What is an enema?
An enema is a liquid that is placed in your child’s rectum to stimulate the release of large stools. Enemas may be prescribed by your child’s healthcare provider if your child is blocked up (impacted). Some children need a second enema 24 hours later if they are still blocked up. Signs that your child is still impacted include continued soiling or a large lump that can be felt in the lower abdomen.
Once stool blockage is cleared, enemas are no longer necessary. Your child’s constipation can be treated with oral medicines. Continuous use of enemas irritates the anus and can cause your child to hold back stools.
Use the enema solution recommended by your healthcare provider and follow the instructions carefully. Enemas are generally not used in children under 2 years of age.
Your child’s enema is _________________________________.
The dose is __________ ounces by rectum.
Repeat it in ________ days.
Types of Enema Solutions: Mineral Oil, Phosphate or Saline
The only enemas that are completely safe in children are mineral oil and normal saline enemas. Normal saline enemas must be made at home. Mineral oil enemas can be purchased at your local drug store or pharmacy without a prescription.
Fleet’s Phosphate enemas (called saline enemas on the package) can also be purchased without a prescription. If you use a phosphate enema you must be careful. The dosage of phosphate enemas must be accurate because they can cause serious side effects if given in too high a dose or given more than once per day. For all enemas, the amount of solution you give your child depends on the child’s age or weight.
Mineral Oil Enema:
Mineral oil enemas come in one size (4.5 oz). The amount of solution you should give is based on your child’s age:
2 to 6 years. . . . . 2.0 oz (1/2 enema)
> 6 years old. . . . . 4.5 oz
Homemade saline solution:
To give a homemade enema, you need an enema bag, an enema tube, a lubricant (such as KY Jelly), and distilled water. You can buy these supplies at most pharmacies. Another option is to use a rubber bulb syringe.
You can make a homemade saline solution by adding 2 level teaspoons of table salt to a quart of lukewarm distilled water. Do not use soapsuds, hydrogen peroxide, or plain water as an enema. They can be dangerous.
The amount of normal saline solution that should be given to children at various ages is:
2 to 6 years . . . . . . . . . . . . . 6 ounces
6 to 12 years. . . . . . . . . . . . 12 ounces
Adolescents and adults. . . . . . 16 ounces
Sodium phosphate solution is used in Fleet’s enemas. These enemas can be bought at pharmacies without a prescription. Often the pharmacy will also carry a store-brand enema containing the same ingredient. The advantage of phosphate enemas is they come in a disposable squeeze bag with a soft-tipped nozzle. You won’t need any other equipment. They also are the most powerful enema.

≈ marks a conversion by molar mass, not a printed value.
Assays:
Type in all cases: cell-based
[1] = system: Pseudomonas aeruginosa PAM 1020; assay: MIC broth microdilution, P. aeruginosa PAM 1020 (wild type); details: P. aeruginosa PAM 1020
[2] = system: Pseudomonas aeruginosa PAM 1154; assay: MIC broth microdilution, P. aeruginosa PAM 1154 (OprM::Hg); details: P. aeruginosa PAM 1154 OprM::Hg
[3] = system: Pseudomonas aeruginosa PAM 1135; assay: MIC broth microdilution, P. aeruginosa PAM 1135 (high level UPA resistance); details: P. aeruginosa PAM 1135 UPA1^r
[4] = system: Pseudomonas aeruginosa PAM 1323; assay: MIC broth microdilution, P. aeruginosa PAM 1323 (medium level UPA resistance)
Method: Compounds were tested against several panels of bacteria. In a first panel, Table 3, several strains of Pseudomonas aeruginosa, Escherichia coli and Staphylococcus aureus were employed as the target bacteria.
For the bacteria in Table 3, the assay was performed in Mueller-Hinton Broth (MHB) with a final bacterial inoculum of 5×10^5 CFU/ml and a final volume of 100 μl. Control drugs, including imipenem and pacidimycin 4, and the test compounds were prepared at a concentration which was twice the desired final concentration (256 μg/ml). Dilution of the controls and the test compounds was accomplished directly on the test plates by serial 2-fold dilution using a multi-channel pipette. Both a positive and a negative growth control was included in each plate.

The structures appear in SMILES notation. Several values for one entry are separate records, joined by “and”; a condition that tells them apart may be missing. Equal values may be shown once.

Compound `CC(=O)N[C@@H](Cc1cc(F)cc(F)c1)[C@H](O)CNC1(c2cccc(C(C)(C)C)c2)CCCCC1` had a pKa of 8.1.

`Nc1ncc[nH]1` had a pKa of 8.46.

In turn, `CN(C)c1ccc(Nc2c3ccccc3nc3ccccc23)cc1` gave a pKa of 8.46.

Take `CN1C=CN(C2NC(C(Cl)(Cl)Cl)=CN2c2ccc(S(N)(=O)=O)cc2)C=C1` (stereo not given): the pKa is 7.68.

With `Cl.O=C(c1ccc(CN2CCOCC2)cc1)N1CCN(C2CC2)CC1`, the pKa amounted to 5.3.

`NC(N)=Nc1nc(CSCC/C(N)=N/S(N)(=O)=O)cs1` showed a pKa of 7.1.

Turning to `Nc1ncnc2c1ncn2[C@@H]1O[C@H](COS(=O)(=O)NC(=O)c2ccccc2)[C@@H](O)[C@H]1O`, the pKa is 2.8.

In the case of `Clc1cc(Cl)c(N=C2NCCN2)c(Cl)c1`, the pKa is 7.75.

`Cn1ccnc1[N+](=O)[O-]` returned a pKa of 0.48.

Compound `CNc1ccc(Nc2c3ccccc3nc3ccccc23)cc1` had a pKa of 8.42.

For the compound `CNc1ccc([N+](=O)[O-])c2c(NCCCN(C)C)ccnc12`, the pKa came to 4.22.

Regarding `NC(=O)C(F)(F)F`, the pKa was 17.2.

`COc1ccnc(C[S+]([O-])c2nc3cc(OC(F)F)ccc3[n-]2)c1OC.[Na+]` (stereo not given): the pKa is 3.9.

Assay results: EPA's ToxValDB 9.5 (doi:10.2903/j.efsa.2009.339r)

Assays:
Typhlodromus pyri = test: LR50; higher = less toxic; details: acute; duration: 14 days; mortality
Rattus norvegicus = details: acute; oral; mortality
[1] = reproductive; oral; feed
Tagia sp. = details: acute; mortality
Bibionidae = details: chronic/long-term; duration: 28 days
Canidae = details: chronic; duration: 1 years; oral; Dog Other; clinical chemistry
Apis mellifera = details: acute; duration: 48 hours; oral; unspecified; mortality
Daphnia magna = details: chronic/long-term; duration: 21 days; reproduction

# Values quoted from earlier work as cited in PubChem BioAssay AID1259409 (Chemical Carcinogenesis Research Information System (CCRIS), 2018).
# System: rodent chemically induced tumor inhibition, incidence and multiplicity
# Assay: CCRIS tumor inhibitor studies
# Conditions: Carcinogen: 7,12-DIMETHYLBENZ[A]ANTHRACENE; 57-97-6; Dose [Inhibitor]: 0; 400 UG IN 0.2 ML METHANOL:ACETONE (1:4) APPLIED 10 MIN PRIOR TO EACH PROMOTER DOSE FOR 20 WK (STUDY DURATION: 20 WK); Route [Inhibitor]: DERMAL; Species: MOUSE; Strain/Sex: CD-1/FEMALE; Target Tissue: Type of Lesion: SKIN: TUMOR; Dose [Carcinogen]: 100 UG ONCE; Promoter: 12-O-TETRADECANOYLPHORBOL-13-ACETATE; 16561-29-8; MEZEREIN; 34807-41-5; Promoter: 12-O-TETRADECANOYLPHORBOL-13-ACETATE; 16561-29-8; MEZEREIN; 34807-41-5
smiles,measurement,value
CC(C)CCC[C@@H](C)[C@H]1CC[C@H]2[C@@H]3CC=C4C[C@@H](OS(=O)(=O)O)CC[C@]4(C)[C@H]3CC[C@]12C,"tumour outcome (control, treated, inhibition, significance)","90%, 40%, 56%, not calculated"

If your healthcare provider recommends giving a phosphate enema, give 1 ounce for every 20 pounds of your child’s weight. Don’t give any child more than 4.5 ounces of the enema. Phosphate enemas come in two sizes: children (2.25. oz) and adult (4.5 oz).
Children under 2 years old should not have a phosphate enema. Dosage is based on your child’s weight:
20 pounds. . . . . . . . . . . . . . . 1 ounce
40 pounds. . . . . . . . . . . . . . . 2 ounces
60 pounds. . . . . . . . . . . . . . . 3 ounces
80 pounds. . . . . . . . . . . . . . . 4 ounces
90+ pounds . . . . . . . . . . . . . 4.5 ounces
Instructions for Giving an Enema
- Have your child drink 1 or 2 glasses of water before the enema. Sometimes enemas can cause dehydration.
- Have your child lie on his stomach with his knees pulled under him.
- Lubricate the enema tube or nozzle with a lubricant such as KY Jelly and gently put it 1 and 1/2 inches to 2 inches into the rectum.
- If you are giving a disposable enema, gradually squeeze the contents of the container into the rectum.
If you are giving a homemade enema, put the solution into the enema bag. The fluid will flow down gradually by gravity. Keep the enema bag no more than 2 feet above the level of your child’s bottom. Giving the enema should take 5 to 10 minutes. If your child gets cramps, slow down the flow by lowering the enema bag.
- When the bag is empty, remove the tube.
- Your child should wait to go to the bathroom until he feels a strong need to have a bowel movement (in about 2 to 10 minutes). Encourage your child to hold back the enema for 5 minutes.
- If the enema equipment is disposable, throw it away. If it is reusable, clean the tube as best you can with an antibacterial soap and water. Then sterilize it by putting it in boiling water for 10 minutes. The enema bag just needs to be rinsed with water.
Written by Barton D. Schmitt, MD, author of “My Child Is Sick”, American Academy of Pediatrics Books. Published by RelayHealth.
Last modified: 2009-08-13
Last reviewed: 2011-06-06 This content is reviewed periodically and is subject to change as new health information becomes available. The information is intended to inform and educate and is not a replacement for medical evaluation, advice, diagnosis or treatment by a healthcare professional. Pediatric Advisor 2011.4 Index
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